Laurel’s 30 years on 4KQ breakfast: “I’m very proud to have made it this far”
Laurel Edwards remembers going home after her very first breakfast shift at 4KQ and crying herself to sleep that night.
It was 1992, and – having just replaced Jill Ray – Laurel was only too aware she had some big shoes to fill.
Hosting alongside Kim Mothershaw that morning, she was a bundle of nerves.
“I took some live calls from listeners and most of them were very welcoming. They said they’d give me a go, but no promises.”
“One lady said ‘I’m sorry Kim. I just don’t like the sound of her voice. I’ll be finding another breakfast show to listen to.’”
Hard as that was to hear, it was merely a blip on the radar.
With her engaging, easygoing nature, Laurel would go on to become one of 4KQ’s most loved personalities, gaining the trust of listeners along the way.
Today, Laurel – mum of two and wife of country music legend Troy Cassar-Daley – can hardly believe this Wednesday marks thirty years since she first started setting the 4am alarm.
Laurel tells Radio Today “Although there’s no official Australian radio handbook, we believe this is a record. It’s definitely a milestone in Australian commercial radio and a big month in our household as Troy broke Slim Dusty’s record at Tamworth, collecting 40 Golden Guitars.”
When Laurel started at 4KQ, she was under no illusions.
“I thought, well, the entertainment industry can be fickle so I might last a couple of years.”
“I’m very proud to have made it this far.”
Half of those three decades on air has been spent as part of the Laurel, Gary and Mark Breakfast Show.
4KQ, she says, is family … and Gary Clare and Mark Hine are like brothers.
“I love working with Gary and Mark. We have a great time together. When things are getting me down, it’s like therapy for me.”
Having Troy’s support and encouragement along the journey has been paramount.
“When our kids Clay and Jem came along, Troy would pretty much do the morning shift whilst I was at work. He would make the breakfast and pack the school lunches and I would be there on weekends when he worked.”
“I remember one time, my holidays coincided while school was still in session, and Troy was away.”
“I was hopeless at the morning shift. The kids would say ‘Mum, you’re making it wrong … that’s not what we have for lunch.’”
There have been many ‘wow’ moments over the journey.
“As a child, I loved Top 40 radio like 4IP and 4BK and idolised Waynie Poo Roberts, Lee Cornell, Ray McGregor and Kevin Hillier. They were like rock stars in Brisbane. That’s where my love of seventies music came from. So I pinch myself now when I interview my heartthrobs, like Daryl Braithwaite.”
When Laurel was eleven years old, she wrote to the Sherbet Fan Club and asked Braithwaite to come to her 12th birthday party.
“He never did!” Laurel laughs. “Go figure.”
But her birthday dream DID eventually come true, with Troy arranging for Braithwaite to perform at Laurel’s 50th.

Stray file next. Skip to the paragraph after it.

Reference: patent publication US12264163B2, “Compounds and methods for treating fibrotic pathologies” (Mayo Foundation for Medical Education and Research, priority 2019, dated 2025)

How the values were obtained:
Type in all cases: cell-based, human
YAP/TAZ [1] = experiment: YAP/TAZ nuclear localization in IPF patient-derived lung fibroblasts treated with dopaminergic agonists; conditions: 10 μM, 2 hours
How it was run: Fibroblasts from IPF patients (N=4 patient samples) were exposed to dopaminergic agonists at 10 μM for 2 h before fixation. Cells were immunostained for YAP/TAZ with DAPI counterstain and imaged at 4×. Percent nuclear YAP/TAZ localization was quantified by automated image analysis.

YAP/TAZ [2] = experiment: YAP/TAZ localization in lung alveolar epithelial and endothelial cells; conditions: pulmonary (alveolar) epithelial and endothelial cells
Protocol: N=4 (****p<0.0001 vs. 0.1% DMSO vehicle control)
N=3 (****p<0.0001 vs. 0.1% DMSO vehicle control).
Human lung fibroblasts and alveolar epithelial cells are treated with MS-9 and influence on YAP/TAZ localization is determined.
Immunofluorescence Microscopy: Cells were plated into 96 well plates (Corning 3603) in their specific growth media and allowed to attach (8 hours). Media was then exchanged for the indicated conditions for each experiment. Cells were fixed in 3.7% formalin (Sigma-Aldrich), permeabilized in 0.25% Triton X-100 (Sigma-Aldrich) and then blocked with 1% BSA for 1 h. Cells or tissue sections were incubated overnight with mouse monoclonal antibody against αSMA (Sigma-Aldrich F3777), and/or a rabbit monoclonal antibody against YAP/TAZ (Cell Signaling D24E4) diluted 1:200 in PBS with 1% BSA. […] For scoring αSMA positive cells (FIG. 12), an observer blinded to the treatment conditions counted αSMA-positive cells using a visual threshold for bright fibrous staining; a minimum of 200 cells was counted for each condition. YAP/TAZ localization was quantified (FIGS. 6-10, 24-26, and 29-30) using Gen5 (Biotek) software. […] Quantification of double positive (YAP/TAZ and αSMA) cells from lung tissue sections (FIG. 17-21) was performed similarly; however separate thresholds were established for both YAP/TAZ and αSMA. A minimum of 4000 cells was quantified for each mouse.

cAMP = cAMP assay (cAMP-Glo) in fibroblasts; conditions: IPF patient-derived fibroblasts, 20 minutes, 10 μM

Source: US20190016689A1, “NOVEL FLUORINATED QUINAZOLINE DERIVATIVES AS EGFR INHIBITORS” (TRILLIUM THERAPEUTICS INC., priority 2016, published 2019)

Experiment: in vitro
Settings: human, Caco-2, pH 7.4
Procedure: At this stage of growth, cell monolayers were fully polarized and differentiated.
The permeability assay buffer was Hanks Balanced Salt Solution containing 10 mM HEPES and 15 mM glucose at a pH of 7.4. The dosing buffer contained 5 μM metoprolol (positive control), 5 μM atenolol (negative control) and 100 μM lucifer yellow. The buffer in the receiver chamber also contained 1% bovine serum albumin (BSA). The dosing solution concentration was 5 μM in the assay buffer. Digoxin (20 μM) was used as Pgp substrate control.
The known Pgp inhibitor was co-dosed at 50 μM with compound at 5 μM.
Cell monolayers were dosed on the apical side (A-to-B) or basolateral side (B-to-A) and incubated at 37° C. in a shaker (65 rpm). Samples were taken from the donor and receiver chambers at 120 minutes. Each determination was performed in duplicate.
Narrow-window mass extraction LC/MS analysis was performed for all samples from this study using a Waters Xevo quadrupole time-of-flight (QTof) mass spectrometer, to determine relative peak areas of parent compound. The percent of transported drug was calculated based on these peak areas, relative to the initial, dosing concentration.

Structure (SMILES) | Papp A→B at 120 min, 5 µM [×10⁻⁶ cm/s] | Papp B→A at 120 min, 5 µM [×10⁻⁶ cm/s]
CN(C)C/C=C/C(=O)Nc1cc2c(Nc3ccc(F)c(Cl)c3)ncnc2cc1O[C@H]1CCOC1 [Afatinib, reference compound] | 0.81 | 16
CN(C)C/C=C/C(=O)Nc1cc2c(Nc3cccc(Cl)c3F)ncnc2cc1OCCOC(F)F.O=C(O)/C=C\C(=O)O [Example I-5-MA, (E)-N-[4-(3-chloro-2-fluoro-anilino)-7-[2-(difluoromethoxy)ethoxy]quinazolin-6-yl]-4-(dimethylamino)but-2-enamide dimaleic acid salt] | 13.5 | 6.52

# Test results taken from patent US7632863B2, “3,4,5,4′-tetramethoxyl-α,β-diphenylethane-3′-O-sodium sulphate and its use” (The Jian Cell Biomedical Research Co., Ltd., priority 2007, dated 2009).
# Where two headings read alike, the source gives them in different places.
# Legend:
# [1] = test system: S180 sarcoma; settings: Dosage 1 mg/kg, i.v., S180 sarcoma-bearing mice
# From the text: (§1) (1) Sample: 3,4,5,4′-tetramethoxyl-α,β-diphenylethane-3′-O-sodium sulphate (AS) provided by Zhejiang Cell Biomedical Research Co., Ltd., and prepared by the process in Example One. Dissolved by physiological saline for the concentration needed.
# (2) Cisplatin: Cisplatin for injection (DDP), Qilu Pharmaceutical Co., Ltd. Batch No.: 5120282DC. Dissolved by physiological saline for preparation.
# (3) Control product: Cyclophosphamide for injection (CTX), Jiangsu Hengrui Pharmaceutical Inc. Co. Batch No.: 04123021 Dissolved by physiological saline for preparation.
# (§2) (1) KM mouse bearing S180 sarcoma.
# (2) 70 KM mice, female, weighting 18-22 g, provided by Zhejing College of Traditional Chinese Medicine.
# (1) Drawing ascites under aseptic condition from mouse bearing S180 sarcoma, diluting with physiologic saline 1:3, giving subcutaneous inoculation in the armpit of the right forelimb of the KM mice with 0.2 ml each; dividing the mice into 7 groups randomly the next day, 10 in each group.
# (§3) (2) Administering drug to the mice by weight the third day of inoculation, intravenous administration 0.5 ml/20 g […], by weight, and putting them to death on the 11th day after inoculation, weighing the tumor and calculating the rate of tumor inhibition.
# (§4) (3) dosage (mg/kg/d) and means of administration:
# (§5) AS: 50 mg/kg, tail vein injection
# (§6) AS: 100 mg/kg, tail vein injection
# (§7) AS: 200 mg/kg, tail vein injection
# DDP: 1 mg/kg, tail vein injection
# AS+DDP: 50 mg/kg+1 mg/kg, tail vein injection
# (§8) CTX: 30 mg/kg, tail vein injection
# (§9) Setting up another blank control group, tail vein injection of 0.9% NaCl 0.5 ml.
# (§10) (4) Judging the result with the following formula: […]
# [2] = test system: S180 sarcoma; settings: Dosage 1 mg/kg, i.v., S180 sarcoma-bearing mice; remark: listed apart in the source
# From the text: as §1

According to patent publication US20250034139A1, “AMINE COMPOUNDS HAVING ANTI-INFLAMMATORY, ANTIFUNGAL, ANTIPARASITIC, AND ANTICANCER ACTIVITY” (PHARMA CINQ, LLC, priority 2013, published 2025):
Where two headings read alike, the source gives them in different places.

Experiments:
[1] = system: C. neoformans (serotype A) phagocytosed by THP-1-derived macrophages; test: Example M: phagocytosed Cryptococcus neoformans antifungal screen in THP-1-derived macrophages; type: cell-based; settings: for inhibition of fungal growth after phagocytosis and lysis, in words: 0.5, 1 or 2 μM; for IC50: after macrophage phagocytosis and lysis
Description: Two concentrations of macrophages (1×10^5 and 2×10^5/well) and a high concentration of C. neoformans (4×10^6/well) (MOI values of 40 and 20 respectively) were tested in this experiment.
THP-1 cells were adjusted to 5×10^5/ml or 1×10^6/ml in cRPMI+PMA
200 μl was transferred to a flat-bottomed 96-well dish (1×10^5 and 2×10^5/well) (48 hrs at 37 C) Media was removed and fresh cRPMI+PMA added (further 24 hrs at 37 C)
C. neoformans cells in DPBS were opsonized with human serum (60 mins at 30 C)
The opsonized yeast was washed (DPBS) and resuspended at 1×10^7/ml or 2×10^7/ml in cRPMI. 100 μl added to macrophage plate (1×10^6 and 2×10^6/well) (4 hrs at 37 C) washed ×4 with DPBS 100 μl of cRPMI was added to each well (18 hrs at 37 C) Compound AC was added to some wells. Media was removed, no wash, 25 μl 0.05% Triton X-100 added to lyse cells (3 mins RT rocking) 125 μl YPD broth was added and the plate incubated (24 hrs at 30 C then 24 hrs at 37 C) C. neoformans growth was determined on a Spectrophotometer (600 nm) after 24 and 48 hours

Meeting another childhood idol in Leif Garrett turned out to be an interesting experience in more ways than one.
“We interviewed him a few years ago about his book and he said ‘If you’re ever in LA, call me and we’ll go for coffee.’ Six months later we were, but I just couldn’t do it. It was all too strange.”
Laurel says probably one of the greatest ‘wow’ moments was when Barry Gibb spent the morning with the team on-air in the 4KQ studio.
“Growing up in Brisbane, Barry remembered 4KQ fondly, especially entering the 4KQ talent quest in the sixties with his brothers Maurice and Robin.”
Another career highlight was flying to London for the 25th anniversary of the Beatles at Abbey Road Studios and interviewing the likes of Michael Parkinson and Queen’s Brian May – after just one week working in radio.
“Brian May had only recently lost Freddie Mercury. The PR girl said ‘Don’t you dare mention Freddie or Brian will hang up.’ I was terrified and being so new to radio I thought I would be on the next flight home, but Brian was the first to open up about Freddie. He was very generous with his time and very forgiving of my green interviewing style.”
But her biggest standout moment was broadcasting from Nashville:
“Troy and I had moved the family there for three months in 2010. I had set up a makeshift studio inside a broom closet together with a little broadcasting unit. The technology was just amazing. It was like being in the 4KQ studios when I was sitting on the other side of the world.”
Laurel believes that the secret to longevity in radio is not to take it too seriously.
“Enjoy it for what it is, but also accept change. When Kim announced he was leaving, I thought I wouldn’t survive in radio. I soon realised I needed to accept change and believe in myself.”
Ironically, change is again imminent.
The day I spoke to Laurel about writing this article for Radio Today, she was only just coming to grips with news of SEN’s takeover of 4KQ, and the demise of her radio home of three decades.
That Laurel was so friendly and generous with her time despite her world having just been turned upside down speaks volumes for the kind of person she is, and why she is so loved on Brisbane’s airwaves.
The goal posts might have changed, but what will never change is Laurel’s proud legacy with 4KQ.
She plans to celebrate accordingly.